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E.V.Gunnemark’s

 Mini System:

 Language-Learning for Beginners

 

 

 

The ‘Mini’ system for each foreign language one wants to learn consists of three parts:

 

MINIPHRASE: This consists of about 150 ‘numbers’, with almost 300 everyday phrases or expressions.

MINILEX: A list of about 500 words with their equivalents in the foreign language, including things like numbers, days of the week etc.

MINIGRAM: A basic grammar of the foreign language. Its content and size will vary according to the language concerned. The grammars for German or Italian, for example, would perhaps be about 10 pages each, while that for English could probably be considerably shorter. Because each Minigram will have to be, as it were, tailor-made, very few have been made up to now. Each one will require a lot of work.

 

FIRST one should learn 100 or more of the ‘miniphrases’. Learn them by heart! Then one can start on the Minilex. Learn the words there by heart too. The aim is to be able to use the phrases and words immediately, without hesitation, at any time the need arises. Erik Gunnemark points out how the mastery of a core of common phrases is invaluable for one’s self-confidence. One can then at least say something in everyday situations.

 

When one travels to a country where the foreign language concerned is spoken, one should take the Miniphrase and Minilex lists, plus a little dictionary.

 

 

Already by 1942 Erik V. Gunnemark, of Gothenburg, Sweden, had come to realize that he would have to change completely the way he was learning foreign languages. However, it was not until 1963, when he became a fulltime freelance translator, teacher, editor and writer, that he began serious development of his ‘Mini’ system. He travelled and spent time in many different countries, and steadily modified his lists in the light of his experiences and the sort of language he found he needed. By about 1970 he had established the main principles of the system.

 

But already in the 1960’s he had had one of his most important insights. As he has written in The Art and Science of Learning Languages (by A. Gethin and E.V. Gunnemark, Intellect, 1996, pp.76, 81):

 

“Don’t bother about marginal ‘interest’ words in the beginning

Most ‘interest’ words – words belonging to particular ‘fields of interest’ or to subject areas of various kinds – are not central to vocabulary learning; they are marginal. You should not learn these marginal interest words at the expense of central words. If you do, you are only acquiring seeming knowledge … unimportant words instead of the ones you really ought to be learning. …

One seldom needs to remember without delay the words for animals, plants, parts of the body and illnesses, any more than the names of pieces of furniture or household utensils. As a result of the spread of department stores and supermarkets, words that were previously common in speech are now used comparatively rarely in everyday life. This applies, among other things, to many of the names in different languages of items of food, clothes, writing materials and various odds and ends.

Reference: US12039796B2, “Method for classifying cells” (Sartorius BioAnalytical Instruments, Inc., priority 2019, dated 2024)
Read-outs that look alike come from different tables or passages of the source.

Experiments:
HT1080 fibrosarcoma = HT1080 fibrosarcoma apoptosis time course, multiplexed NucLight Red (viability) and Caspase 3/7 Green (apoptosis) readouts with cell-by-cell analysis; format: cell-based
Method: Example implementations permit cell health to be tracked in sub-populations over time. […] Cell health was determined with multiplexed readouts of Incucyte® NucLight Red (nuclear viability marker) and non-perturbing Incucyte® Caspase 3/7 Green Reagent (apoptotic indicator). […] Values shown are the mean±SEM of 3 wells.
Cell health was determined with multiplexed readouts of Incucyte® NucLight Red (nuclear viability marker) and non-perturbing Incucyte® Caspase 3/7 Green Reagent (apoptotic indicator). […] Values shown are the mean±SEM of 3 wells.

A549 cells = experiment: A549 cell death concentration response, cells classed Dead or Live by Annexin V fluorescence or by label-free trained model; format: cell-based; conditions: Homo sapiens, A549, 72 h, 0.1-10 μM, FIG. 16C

In the teaching of beginners in some countries a lot of time is wasted on marginal words. Many students are still deceived into thinking that it is important to know the equivalents of words like monkey, donkey…snail, parrot…plum, pear…horseshoe…church bell…There is nothing wrong in itself with knowing a lot of marginal ‘interest’ words. But there is usually plenty of time to look them up in a pocket dictionary, and in principle you should learn them at a later stage, after the central words.

…………. Exercises in asking the way, shopping and ordering in restaurants are for the most part wasted time and effort. The words learned are mainly marginal ‘interest’ words. Both at the beginner’s stage and later there are a whole lot of other things which are much more important to practise and fix in the memory.”

 

There are unfortunately many examples of such misdirected energies in the teaching of languages to beginners: for instance, a Swedish school-book for English where the pupils are prompted to learn words associated with the bathroom like flannel, nailbrush, bidet, scales, cistern, safety razor, bath mat, tile, towel rack, bar of soap, or Italian coursebooks for use at the elementary stage of English in which the children are given lists to learn of the names of the creatures to be found at the seaside.

 

Erik Gunnemark could translate from 45 languages, and was the author, with Donald Kenrick, of the Geolinguistic Handbook.

 

See  www.lingua.org.uk/l-learn.html ,  www.lingua.org.uk/minilex.html , www.lingua.org.uk/miniphr.html , www.lingua.org.uk/miniphr.it.html

 

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